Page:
Researchers at a Bristol university have begun a study to gauge why over 50s, especially over 65s, do not cycle as much as the rest of the population.
Only one per cent of all journeys made by bike are from over-65s, a huge 22 per cent difference compared to Denmark.
The University of the West of England (UWE) has launched a project called Cycle BOOM to investigate why so few OAPs in the UK take to two wheels.
Using an array of participants all over the age of 50, some who ride a bike still and some who haven’t for a number of years, the researchers will interview to understand the participant’s cycling history, experience and their future cycling expectations.
Active cyclists will go for a ride with a researcher and watch the ride back upon completion.
The hope is that Cycle BOOM, conducted by the university’s Centre for Transport and Society, will unearth the reasons which both discourage and encourage cycling in later life, and pinpoint how equipment can be modified to improve cycling rates among the over-50s.
“What deters people from cycling throughout the life course could be down to factors such as the physical effort and risk of injury,” UWE’s Dr Kiron Chatterjee explained.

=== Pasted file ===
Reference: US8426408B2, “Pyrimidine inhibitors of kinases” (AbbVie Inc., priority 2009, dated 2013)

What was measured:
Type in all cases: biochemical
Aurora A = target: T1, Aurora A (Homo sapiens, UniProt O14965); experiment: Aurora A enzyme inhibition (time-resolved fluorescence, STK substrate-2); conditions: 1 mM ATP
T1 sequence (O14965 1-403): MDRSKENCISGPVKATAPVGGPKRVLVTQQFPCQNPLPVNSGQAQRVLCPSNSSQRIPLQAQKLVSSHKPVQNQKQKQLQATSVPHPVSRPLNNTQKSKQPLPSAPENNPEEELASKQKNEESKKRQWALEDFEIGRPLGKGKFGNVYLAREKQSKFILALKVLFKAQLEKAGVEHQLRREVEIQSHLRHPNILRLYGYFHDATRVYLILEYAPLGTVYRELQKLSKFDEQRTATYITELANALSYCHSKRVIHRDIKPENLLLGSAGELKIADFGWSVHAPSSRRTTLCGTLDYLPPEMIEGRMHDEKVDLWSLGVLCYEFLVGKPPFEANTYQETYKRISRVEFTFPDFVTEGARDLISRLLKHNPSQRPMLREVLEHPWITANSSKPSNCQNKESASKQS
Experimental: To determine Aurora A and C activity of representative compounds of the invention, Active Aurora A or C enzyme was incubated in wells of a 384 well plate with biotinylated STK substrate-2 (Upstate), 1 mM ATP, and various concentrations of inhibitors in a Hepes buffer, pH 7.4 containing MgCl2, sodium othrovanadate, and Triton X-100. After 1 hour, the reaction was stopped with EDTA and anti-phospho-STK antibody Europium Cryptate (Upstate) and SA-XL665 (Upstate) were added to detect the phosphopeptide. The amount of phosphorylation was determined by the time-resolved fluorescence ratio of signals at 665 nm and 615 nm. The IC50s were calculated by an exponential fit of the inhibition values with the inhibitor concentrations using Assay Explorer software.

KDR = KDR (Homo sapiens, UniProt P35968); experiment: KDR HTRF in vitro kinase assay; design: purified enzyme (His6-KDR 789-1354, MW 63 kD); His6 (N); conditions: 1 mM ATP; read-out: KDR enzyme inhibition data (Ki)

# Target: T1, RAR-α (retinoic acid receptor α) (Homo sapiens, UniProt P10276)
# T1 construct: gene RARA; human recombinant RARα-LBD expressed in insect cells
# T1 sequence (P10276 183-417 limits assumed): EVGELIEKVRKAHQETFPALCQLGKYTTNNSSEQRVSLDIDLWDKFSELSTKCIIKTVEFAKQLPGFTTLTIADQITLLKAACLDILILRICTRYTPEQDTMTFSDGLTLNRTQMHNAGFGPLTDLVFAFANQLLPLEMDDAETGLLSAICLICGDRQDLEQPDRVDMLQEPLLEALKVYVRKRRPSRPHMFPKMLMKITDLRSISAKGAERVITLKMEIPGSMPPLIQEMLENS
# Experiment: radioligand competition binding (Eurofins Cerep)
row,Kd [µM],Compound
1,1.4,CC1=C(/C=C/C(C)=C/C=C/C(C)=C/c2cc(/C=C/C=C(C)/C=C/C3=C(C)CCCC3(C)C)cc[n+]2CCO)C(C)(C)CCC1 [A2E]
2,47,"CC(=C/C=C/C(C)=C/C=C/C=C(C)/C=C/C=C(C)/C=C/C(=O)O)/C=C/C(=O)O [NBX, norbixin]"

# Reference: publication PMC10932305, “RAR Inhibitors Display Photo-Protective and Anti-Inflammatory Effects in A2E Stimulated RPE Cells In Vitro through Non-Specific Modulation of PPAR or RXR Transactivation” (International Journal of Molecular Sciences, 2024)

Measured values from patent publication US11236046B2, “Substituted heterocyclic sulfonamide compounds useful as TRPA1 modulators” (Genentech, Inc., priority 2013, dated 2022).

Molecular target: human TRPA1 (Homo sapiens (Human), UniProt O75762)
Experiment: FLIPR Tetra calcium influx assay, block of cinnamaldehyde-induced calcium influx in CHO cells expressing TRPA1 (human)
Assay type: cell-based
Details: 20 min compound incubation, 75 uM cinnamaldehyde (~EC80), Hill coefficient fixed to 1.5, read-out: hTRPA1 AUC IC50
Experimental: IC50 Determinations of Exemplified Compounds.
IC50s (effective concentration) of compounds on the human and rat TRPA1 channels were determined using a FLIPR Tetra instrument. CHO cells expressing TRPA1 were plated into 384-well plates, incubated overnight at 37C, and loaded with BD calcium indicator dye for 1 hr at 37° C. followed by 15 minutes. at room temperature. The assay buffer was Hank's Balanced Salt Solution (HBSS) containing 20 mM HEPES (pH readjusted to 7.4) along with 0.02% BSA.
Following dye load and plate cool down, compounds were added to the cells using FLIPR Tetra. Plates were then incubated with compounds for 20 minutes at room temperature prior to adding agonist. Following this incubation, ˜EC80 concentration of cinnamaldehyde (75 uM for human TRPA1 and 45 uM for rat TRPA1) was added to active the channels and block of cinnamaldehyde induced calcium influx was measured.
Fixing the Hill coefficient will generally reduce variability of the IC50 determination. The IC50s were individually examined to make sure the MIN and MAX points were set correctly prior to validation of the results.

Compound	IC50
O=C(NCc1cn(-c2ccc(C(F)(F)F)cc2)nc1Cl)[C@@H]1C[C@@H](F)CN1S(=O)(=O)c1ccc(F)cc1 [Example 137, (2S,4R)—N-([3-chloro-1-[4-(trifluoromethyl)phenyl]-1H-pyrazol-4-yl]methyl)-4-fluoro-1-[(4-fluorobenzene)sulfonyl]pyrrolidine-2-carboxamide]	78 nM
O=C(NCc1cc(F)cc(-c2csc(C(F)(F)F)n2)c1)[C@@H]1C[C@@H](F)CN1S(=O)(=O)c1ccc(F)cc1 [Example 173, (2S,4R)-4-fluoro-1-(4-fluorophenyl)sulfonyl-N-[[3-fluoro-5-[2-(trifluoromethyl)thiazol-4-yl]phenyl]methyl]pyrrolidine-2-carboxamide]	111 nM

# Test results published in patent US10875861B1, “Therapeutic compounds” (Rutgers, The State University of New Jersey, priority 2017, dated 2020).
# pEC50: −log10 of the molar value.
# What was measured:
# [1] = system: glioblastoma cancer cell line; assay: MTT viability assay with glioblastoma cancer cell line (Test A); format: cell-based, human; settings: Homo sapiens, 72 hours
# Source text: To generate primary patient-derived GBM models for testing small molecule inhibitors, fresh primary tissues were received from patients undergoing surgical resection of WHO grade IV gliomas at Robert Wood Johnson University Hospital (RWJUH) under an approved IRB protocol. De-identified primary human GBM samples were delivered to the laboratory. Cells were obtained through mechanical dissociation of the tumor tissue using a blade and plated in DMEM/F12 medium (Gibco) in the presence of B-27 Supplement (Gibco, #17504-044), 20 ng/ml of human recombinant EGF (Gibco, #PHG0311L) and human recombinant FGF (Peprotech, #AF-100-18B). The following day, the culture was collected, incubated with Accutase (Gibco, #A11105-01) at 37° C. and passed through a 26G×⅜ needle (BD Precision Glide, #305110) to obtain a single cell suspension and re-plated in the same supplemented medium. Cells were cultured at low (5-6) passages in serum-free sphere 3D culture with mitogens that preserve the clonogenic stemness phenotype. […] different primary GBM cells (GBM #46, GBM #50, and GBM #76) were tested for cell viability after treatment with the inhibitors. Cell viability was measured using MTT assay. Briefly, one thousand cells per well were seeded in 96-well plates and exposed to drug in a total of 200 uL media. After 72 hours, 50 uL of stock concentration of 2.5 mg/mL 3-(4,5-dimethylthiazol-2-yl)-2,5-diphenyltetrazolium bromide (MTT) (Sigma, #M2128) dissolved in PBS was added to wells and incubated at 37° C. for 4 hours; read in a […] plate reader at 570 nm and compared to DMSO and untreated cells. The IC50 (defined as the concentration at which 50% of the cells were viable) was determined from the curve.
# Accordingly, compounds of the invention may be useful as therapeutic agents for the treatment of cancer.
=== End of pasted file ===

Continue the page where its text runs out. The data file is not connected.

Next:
“It tends to be assumed that the capacity and inclination to cycle declines as people grow older and this has led us to design and build physical environments that are unsympathetic to their experience of cycling when you are older.”
Dr Heather Jones, who interviews the cyclists and rides with them, said, “To be able to say something useful about cycling for the over 50s we need to look at the experience of those who really haven’t cycled very much as they’ve gone through middle and later adulthood and this includes those who no longer cycle.”
There is no completion date for the study but if you or anyone you know wants to partake, then register your interest at www.cycleboom.org.
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